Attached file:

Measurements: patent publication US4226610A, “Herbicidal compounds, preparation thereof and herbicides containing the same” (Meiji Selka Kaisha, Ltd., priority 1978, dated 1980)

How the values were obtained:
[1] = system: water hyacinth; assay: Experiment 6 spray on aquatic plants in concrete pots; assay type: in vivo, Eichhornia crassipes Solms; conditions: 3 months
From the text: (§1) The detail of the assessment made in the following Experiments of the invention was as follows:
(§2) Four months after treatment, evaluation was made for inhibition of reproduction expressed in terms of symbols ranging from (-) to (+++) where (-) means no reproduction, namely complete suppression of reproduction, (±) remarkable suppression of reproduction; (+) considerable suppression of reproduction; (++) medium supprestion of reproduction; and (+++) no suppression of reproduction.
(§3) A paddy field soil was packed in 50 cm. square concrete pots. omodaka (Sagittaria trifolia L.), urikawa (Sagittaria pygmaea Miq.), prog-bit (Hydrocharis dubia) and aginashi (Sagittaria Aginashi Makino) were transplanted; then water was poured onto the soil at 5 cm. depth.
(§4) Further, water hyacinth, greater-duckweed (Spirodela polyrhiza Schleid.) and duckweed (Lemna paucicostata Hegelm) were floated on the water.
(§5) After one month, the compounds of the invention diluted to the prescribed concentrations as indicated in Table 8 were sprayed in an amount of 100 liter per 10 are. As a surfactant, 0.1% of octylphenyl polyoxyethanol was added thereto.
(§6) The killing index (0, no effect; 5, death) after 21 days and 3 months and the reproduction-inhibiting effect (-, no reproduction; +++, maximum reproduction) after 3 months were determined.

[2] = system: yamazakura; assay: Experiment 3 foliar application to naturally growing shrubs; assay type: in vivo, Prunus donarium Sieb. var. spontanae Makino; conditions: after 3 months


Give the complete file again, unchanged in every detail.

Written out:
Measurements: patent publication US4226610A, “Herbicidal compounds, preparation thereof and herbicides containing the same” (Meiji Selka Kaisha, Ltd., priority 1978, dated 1980)

How the values were obtained:
[1] = system: water hyacinth; assay: Experiment 6 spray on aquatic plants in concrete pots; assay type: in vivo, Eichhornia crassipes Solms; conditions: 3 months
From the text: (§1) The detail of the assessment made in the following Experiments of the invention was as follows:
(§2) Four months after treatment, evaluation was made for inhibition of reproduction expressed in terms of symbols ranging from (-) to (+++) where (-) means no reproduction, namely complete suppression of reproduction, (±) remarkable suppression of reproduction; (+) considerable suppression of reproduction; (++) medium supprestion of reproduction; and (+++) no suppression of reproduction.
(§3) A paddy field soil was packed in 50 cm. square concrete pots. omodaka (Sagittaria trifolia L.), urikawa (Sagittaria pygmaea Miq.), prog-bit (Hydrocharis dubia) and aginashi (Sagittaria Aginashi Makino) were transplanted; then water was poured onto the soil at 5 cm. depth.
(§4) Further, water hyacinth, greater-duckweed (Spirodela polyrhiza Schleid.) and duckweed (Lemna paucicostata Hegelm) were floated on the water.
(§5) After one month, the compounds of the invention diluted to the prescribed concentrations as indicated in Table 8 were sprayed in an amount of 100 liter per 10 are. As a surfactant, 0.1% of octylphenyl polyoxyethanol was added thereto.
(§6) The killing index (0, no effect; 5, death) after 21 days and 3 months and the reproduction-inhibiting effect (-, no reproduction; +++, maximum reproduction) after 3 months were determined.

[2] = system: yamazakura; assay: Experiment 3 foliar application to naturally growing shrubs; assay type: in vivo, Prunus donarium Sieb. var. spontanae Makino; conditions: after 3 months